The "early bird" registration deadline is looming for Istanbul 2000.
Planning for AAPG's inaugural international regional conference, set July 9-12, is in the final planning stages -- and participants registering on or before Nov. 15 will pay the $350 fee set when the event was originally scheduled for last July.
The delay of a year (almost to the day) has allowed conference planners to proceed in a healthier and more stable business environment, and will allow speakers to incorporate up-to-the-minute data and leading-edge technology in their presentations.
This newest format of AAPG international meeting -- focused, topical, without exhibition but still open to all wishing to attend -- will be launched under excellent circumstances. That means a top-quality conference for all participants.
In addition to the technical program, the originally scheduled short courses and field trips will be offered. Courses in sequence stratigraphy and rift and passive margin turbidite systems will be featured; both short courses will be held at the Istanbul Technical University, with transportation provided to and from the Hilton, the headquarters hotel.
Attendees also will have the opportunity to participate in any of the three spectacular field trips being offered -- one pre-conference and two post-conference.
The geology of the Black Sea region will be viewed and studied in a field trip prior to Istanbul 2000.
Photo courtesy of Sami Derman
The pre-conference field trip, led by A. Sami Derman (Turkish Petroleum Corp.) and professor Naci Gorur (Istanbul Technical University), will focus on Black Sea rift sequences.
This trip will highlight the evolution of the Black Sea from Paleozoic continental margin sedimentation to late Mesozoic rifting and Cretaceous-Eocene island arc/subduction complexes that culminated with the collision of Tauride-Anatolian and Arabian blocks.
Along the route from Istanbul to Zonguldak, continental Permian and marine Triassic sections will be examined. Near Zonguldak, famous Carboniferous coal-bearing formations will be studied. Stratigraphic section continues with outcrops of Late Jurassic shallow marine carbonates and Early Cretaceous shallow marine clastics.
The trip will conclude with stops along the Cretaceous-Eocene island arc volcanics and sediments, finishing in Safranbolu, site of some of the most beautiful old timber house examples of old Ottoman architecture.
The first post-conference field trip will examine the geology of the Aegean Sea and its impact on ancient civilizations. The route will roughly follow the region's grabens and fault zones from Ephesus to Selcuk to Miletus to Aphrodisias to the site of Hierapolis.
Participants will learn not only about the geology but also the region's ancient history, religions and economy.
This trip will be led by professors A.M. Celal Sengor and Yucel Yilmaz, Istanbul Technical University; Arthur R. Green, Exxon; Metin Yazman, Turkish Petroleum; and Nezih Basgelen, archeologist.
This field trip not only highlights the rich historical past of the area, but also discusses geological controls behind the settlements, including:
- Aegean grabens.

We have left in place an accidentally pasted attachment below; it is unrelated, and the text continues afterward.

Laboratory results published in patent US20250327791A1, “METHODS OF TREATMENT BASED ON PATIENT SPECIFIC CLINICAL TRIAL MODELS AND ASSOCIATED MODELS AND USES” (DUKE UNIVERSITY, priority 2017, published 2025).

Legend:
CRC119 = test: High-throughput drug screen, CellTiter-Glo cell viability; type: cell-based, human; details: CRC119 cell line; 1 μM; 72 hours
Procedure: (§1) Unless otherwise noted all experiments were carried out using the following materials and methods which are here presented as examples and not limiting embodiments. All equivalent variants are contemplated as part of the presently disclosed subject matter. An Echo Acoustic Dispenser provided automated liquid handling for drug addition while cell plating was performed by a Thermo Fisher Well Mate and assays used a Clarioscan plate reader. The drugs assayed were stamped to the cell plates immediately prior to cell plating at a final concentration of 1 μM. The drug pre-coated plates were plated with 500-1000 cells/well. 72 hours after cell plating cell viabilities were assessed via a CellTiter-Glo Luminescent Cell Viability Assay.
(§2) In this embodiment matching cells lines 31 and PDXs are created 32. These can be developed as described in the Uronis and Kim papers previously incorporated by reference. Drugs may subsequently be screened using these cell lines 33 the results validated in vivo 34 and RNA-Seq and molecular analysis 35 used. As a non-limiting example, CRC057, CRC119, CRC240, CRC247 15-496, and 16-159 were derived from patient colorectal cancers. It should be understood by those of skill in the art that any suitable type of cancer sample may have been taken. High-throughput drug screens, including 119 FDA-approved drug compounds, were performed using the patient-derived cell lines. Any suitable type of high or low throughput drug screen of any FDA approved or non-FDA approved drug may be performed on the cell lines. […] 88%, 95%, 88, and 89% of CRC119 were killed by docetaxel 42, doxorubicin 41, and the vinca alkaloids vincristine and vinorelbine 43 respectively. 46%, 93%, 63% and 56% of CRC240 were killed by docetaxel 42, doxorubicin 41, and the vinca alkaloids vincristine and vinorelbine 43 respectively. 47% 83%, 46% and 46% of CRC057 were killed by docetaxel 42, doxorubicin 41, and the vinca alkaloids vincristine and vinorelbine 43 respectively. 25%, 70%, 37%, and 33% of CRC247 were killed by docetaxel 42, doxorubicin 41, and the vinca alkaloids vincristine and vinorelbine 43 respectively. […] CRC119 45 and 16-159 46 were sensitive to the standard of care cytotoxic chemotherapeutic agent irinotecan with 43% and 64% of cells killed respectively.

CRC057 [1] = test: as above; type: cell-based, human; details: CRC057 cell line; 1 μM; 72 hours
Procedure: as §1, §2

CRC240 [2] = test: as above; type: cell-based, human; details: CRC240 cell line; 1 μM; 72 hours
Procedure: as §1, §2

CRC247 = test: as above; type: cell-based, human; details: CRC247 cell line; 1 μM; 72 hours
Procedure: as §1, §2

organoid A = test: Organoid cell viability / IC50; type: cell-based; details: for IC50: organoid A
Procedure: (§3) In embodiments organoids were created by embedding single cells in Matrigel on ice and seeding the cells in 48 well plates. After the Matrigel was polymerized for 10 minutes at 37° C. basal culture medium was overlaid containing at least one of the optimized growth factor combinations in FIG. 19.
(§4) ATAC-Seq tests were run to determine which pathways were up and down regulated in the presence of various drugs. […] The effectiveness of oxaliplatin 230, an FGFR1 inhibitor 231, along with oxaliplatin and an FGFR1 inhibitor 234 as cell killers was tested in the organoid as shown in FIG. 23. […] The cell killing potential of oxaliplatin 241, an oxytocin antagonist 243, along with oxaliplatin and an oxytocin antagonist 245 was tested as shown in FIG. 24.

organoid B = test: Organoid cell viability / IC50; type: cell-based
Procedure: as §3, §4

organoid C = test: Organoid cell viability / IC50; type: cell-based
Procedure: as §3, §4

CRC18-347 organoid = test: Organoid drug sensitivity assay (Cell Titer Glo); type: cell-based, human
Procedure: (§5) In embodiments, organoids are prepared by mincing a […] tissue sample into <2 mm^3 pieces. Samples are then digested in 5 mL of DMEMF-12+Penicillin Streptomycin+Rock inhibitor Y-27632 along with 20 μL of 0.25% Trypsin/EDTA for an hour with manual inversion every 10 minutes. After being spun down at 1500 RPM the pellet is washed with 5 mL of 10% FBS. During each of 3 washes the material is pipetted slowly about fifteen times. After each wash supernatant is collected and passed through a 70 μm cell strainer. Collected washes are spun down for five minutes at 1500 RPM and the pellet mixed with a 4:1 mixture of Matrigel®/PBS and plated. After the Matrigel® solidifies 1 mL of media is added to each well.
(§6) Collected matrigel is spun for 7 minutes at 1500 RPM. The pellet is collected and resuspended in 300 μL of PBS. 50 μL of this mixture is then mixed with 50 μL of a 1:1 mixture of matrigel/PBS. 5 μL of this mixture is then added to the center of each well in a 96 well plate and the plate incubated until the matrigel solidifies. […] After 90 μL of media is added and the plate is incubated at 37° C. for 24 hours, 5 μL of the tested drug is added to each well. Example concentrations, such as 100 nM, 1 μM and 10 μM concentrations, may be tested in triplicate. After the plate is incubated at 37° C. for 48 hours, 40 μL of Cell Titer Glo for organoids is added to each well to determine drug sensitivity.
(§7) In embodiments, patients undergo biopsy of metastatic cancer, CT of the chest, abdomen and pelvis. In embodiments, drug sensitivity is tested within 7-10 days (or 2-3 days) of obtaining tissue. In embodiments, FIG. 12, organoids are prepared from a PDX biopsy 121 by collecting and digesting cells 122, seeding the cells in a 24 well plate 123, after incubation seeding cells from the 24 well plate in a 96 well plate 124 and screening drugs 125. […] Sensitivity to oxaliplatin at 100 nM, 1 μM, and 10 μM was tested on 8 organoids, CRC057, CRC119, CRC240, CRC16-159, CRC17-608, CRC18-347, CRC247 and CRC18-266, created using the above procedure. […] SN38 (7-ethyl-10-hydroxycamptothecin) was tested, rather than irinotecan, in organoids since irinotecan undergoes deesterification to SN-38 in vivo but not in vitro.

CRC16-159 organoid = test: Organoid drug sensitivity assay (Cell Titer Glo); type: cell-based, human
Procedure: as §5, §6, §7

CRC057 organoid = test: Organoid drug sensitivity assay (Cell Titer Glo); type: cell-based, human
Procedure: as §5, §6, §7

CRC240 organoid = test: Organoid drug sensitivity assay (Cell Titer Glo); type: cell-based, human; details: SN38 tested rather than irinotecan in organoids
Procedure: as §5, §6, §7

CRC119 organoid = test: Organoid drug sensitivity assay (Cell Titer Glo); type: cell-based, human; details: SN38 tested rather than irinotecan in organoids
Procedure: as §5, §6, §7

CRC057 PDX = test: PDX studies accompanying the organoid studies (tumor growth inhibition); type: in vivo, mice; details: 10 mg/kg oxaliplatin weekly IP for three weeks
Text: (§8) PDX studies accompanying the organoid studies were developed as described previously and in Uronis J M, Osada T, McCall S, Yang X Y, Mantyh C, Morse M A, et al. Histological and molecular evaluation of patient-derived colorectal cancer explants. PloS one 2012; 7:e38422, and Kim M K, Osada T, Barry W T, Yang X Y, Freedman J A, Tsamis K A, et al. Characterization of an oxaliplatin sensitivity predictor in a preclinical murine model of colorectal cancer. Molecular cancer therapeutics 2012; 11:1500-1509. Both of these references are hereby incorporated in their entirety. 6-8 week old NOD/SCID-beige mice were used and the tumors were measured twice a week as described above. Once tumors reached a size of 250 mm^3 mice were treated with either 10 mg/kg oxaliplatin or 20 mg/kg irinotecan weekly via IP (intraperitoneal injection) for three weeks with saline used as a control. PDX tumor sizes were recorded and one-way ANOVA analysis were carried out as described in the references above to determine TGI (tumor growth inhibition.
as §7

- Menderes massif core complex faults.
- Neogene and Quaternary sedimentation and tectonics within the east-west trending grabens.
Incidentally, Ephesus is the site of the enormous temple of Artemis, considered one of the Seven Wonders of the Ancient World, and which dates in its latest form from the third century B.C. The harbor of Ephesus is several kilometers inland today -- the result of the Meander River alluvial plain expansion.
Also viewed with be the town of Selcuk, dominated by a Byzantine citadel and the sixth century basilica of St. John built on the site of the apostle's tomb; Miletus, one of the great lonian ports; the site where the Great Meander fault disappears into the Aegean Sea, noted for the delta fan that was cut off during the 1970 earthquake; the famous archeological site at Aphrodisias, which rose to prominence in the first century B.C.; the Denizli Kizildere Geothermal Center; and Denizli, site of Hierapolis, the sacred city, where thermal spring waters laden with calcareous salts running have been used since Roman times for their therapeutic powers.
A crater of mud volcano with gas and oil seeps, found in Azerbaijan -- a site that will be visited on field trip 3.
Photo by Pinar Oya Yilmaz
Finally, the trip to the seeps and mud volcanoes of Azerbaijan's Gobuston region will present a once-in-a-lifetime opportunity to see one of the most unusual geological and geothermal sites on the planet. The mud volcanoes resemble super-deep exploration wells, providing information on the migration of hydrocarbons.
(Imagine the sight of gigantic bursts of fire eruptions, the roaring of tens of millions of cubic feet of natural gas, and tons of mud roiling to the surface!)
Short course and field trip participation requires preplanning (e.g., to obtain visas) and, above all, preregistration for the conference.
Note that the Azerbaijan field trip has an early pre-registration deadline of June 1.
Click here for detailed information and registration forms or contact the AAPG convention department.
The Indonesian Association of Geologists (IAGI) will hold its 28th annual meeting Nov. 30-Dec. 1 in Jakarta, with the theme "Toward a Higher Standard of Professionalism."
Information and registration materials can be obtained by contacting the Organizing Committee's secretary, Noor Syarifuddin, c/o Exploration Dept., VICO Indonesia; telephone -- (62-21) 523-6290; and fax -- (62-21) 523-6044.
IAGI, along with HAGI, its sister society for geophysics, are co-hosts for the 2000 AAPG international conference and exhibition, set Oct. 15-18 on the island of Bali. The Indonesian Petroleum Association is AAPG's partner in this venture.
Watch for more information on the AAPG Web site.